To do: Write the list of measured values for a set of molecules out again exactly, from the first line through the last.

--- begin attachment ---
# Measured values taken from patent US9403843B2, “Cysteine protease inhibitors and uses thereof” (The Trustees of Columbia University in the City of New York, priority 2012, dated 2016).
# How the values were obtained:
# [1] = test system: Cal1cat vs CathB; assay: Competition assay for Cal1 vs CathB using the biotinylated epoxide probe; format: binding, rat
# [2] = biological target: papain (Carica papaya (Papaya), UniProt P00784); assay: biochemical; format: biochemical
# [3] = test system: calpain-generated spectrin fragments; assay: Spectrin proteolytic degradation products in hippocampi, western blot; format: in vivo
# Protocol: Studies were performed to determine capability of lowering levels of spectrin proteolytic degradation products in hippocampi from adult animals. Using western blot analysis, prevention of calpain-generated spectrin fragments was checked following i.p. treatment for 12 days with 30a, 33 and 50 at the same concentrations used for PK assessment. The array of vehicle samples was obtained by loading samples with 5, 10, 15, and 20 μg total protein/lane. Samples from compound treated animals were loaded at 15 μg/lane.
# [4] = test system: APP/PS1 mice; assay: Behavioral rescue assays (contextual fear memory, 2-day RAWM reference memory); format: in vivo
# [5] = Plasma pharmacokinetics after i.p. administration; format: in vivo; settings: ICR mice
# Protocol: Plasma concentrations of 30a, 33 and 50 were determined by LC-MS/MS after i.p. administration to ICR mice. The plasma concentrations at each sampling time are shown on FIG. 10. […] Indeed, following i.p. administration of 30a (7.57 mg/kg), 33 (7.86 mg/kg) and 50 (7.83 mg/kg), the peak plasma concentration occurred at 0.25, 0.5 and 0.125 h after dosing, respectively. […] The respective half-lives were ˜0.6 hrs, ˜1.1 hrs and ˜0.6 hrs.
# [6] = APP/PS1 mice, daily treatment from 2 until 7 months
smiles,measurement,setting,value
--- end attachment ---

# Measured values taken from patent US9403843B2, “Cysteine protease inhibitors and uses thereof” (The Trustees of Columbia University in the City of New York, priority 2012, dated 2016).
# How the values were obtained:
# [1] = test system: Cal1cat vs CathB; assay: Competition assay for Cal1 vs CathB using the biotinylated epoxide probe; format: binding, rat
# [2] = biological target: papain (Carica papaya (Papaya), UniProt P00784); assay: biochemical; format: biochemical
# [3] = test system: calpain-generated spectrin fragments; assay: Spectrin proteolytic degradation products in hippocampi, western blot; format: in vivo
# Protocol: Studies were performed to determine capability of lowering levels of spectrin proteolytic degradation products in hippocampi from adult animals. Using western blot analysis, prevention of calpain-generated spectrin fragments was checked following i.p. treatment for 12 days with 30a, 33 and 50 at the same concentrations used for PK assessment. The array of vehicle samples was obtained by loading samples with 5, 10, 15, and 20 μg total protein/lane. Samples from compound treated animals were loaded at 15 μg/lane.
# [4] = test system: APP/PS1 mice; assay: Behavioral rescue assays (contextual fear memory, 2-day RAWM reference memory); format: in vivo
# [5] = Plasma pharmacokinetics after i.p. administration; format: in vivo; settings: ICR mice
# Protocol: Plasma concentrations of 30a, 33 and 50 were determined by LC-MS/MS after i.p. administration to ICR mice. The plasma concentrations at each sampling time are shown on FIG. 10. […] Indeed, following i.p. administration of 30a (7.57 mg/kg), 33 (7.86 mg/kg) and 50 (7.83 mg/kg), the peak plasma concentration occurred at 0.25, 0.5 and 0.125 h after dosing, respectively. […] The respective half-lives were ˜0.6 hrs, ˜1.1 hrs and ˜0.6 hrs.
# [6] = APP/PS1 mice, daily treatment from 2 until 7 months
smiles,measurement,setting,value